South Korea's Health Ministry said there has been two more deaths from the Middle East Respiratory Syndrome (Mers), taking the total number of fatalities to 29, as the government tries to help its economy affected by the Mers outbreak.
There has also been one new case confirmed, with the total now infected with Mers standing at 180. South Korea has been the most affected, outside Saudi Arabia.
The Ministry said 77 people are still in hospital and that most of the deaths have been elderly patients or those who had existing illnesses.
All the Mers cases in South Korea have been traced to healthcare settings, Reuters reported.
Meanwhile AFP reported that two hospitals in the capital city of Seoul have decided to suspend services.
Samsung Medical Centre – one of the epicentres of the outbreak – had initially announced that it was suspending most services for 10 days from 14 June to stem the spread of the virus. Nearly 90 patients, visitors and medical staff from the hospital had contracted the virus.
However, with new infections rising, authorities have decided to extend the partial shutdown "indefinitely," AFP said.
Another Seoul hospital, Konkuk University Medical Centre has also stopped admitting new patients and performing surgery after four cases were reported.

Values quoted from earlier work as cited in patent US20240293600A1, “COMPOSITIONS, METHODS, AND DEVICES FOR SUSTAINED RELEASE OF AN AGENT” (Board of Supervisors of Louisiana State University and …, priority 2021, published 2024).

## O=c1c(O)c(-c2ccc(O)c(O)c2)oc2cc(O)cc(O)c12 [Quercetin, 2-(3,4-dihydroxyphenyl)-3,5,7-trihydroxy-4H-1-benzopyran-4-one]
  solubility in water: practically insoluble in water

Supplementary budget to boost economy hit by Mers
Separately, South Korea is expected to propose a supplementary budget exceeding $10tn won (£5.73bn, $9bn) to help cope with the effects of Mers and an economic slump, the news agency reported, quoting Saenuri Party floor leader, Yoo Seong-min.
A meeting will be held with government officials on Thursday to discuss the budget and economic policies for the second half of the year. In addition, the finance ministry will release its revised economic forecasts on Thursday as well as its policy direction for the rest of 2015.
South Korea's service industry and overall domestic consumption has taken a heavy toll as residents stay at home over fears of contracting Mers.
Bank of Korea Governor Lee Ju-yeol had earlier in the day said that the falls in economic indicators linked to Mers are easing, but sluggishness in service industries is expected to persist for a considerable time.
The central bank cut its key interest rate this month in help counter the economic impact of the Mers outbreak.